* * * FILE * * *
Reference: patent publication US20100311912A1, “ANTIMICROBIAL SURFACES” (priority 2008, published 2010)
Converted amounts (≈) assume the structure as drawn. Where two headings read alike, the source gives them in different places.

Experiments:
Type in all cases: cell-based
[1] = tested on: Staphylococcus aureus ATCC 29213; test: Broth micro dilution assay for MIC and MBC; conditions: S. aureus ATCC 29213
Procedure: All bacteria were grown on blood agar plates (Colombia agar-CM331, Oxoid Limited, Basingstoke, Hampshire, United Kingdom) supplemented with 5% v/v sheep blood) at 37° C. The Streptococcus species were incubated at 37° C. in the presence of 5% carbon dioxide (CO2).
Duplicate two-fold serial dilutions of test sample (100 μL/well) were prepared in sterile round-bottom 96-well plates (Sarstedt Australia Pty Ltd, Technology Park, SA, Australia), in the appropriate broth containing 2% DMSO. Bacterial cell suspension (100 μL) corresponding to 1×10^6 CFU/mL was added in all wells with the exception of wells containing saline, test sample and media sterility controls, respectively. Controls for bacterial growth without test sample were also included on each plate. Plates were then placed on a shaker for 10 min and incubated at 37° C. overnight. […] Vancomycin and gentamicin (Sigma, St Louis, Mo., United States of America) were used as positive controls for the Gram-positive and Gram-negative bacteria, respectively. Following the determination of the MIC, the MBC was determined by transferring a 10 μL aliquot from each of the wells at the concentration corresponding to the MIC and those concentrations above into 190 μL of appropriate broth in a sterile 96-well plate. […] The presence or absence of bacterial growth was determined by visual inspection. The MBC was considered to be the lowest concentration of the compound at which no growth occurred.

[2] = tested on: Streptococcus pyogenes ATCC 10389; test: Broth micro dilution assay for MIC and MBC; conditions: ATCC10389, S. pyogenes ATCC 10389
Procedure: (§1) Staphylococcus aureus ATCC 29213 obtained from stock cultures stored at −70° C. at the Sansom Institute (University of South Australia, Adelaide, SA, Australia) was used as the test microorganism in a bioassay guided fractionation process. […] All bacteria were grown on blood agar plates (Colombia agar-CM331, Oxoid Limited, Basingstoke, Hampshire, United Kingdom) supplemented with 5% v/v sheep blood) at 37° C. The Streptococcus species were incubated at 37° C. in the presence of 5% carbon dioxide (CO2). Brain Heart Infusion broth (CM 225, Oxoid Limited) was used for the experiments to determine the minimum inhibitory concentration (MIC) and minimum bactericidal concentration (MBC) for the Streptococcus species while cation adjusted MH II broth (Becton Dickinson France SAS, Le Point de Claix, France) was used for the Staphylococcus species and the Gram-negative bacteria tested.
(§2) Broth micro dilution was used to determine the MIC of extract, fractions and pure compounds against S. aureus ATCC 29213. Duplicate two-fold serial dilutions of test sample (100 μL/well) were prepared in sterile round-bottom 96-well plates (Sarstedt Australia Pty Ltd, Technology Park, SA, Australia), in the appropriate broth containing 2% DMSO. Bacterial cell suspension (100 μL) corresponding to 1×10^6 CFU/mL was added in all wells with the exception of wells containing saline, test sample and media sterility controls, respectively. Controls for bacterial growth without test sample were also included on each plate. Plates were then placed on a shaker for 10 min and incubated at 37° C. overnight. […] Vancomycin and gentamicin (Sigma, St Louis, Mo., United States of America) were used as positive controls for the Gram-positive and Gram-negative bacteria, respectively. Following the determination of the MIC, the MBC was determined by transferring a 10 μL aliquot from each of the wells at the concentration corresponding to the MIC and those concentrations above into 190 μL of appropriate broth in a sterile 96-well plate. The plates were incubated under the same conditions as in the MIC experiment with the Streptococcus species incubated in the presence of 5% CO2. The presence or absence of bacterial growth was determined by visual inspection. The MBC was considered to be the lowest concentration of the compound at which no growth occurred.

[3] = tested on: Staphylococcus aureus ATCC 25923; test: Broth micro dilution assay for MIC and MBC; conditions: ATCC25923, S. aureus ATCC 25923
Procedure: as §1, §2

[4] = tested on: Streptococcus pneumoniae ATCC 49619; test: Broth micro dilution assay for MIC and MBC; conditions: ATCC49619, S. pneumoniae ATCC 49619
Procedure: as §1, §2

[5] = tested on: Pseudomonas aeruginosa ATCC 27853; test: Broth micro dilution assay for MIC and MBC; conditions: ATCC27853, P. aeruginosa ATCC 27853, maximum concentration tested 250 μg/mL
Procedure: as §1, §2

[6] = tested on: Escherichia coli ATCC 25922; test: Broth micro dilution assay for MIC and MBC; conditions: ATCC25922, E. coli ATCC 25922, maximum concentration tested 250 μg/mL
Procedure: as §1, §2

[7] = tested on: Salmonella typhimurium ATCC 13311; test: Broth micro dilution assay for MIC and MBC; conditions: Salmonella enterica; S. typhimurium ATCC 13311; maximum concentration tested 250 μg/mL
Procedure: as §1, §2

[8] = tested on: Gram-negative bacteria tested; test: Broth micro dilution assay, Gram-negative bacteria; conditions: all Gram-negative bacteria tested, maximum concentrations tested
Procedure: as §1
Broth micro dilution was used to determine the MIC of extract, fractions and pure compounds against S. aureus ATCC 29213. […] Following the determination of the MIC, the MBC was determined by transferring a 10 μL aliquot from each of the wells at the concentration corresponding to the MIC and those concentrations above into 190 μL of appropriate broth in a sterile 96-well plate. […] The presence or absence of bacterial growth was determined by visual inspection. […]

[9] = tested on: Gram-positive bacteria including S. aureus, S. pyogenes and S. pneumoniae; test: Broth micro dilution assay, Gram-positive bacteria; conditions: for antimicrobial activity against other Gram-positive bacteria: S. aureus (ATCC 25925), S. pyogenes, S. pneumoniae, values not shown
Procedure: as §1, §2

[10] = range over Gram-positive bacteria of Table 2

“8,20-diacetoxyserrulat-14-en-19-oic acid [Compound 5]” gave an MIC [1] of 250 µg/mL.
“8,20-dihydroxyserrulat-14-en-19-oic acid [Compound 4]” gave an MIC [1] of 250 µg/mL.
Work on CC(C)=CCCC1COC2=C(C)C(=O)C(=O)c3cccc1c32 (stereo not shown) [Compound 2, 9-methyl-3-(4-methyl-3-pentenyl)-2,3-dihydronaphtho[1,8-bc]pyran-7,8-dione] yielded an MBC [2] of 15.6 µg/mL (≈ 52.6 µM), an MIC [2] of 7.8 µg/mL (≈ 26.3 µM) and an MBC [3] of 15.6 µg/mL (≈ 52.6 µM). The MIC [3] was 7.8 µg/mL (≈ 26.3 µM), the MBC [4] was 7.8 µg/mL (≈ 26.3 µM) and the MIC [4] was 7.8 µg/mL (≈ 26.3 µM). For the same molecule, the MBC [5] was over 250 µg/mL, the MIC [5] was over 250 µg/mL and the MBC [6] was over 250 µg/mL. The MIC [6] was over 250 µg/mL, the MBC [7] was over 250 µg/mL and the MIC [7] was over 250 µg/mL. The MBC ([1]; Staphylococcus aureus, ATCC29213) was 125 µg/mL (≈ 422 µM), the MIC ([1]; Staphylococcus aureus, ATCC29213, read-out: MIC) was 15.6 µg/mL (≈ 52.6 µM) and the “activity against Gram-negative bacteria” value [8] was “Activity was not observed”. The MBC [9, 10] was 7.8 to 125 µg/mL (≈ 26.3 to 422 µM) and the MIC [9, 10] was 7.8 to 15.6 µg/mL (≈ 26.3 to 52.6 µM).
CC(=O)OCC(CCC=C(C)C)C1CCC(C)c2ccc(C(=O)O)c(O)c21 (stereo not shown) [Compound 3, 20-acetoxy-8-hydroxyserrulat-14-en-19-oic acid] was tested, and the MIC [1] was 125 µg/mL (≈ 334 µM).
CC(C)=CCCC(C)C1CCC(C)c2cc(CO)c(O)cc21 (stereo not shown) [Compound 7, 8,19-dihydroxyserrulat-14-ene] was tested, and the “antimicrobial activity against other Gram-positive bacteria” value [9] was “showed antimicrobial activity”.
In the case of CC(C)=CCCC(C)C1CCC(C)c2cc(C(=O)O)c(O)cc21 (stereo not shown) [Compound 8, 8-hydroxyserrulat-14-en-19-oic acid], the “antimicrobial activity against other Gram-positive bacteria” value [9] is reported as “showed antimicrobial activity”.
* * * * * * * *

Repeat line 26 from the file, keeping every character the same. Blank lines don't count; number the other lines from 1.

[10] = range over Gram-positive bacteria of Table 2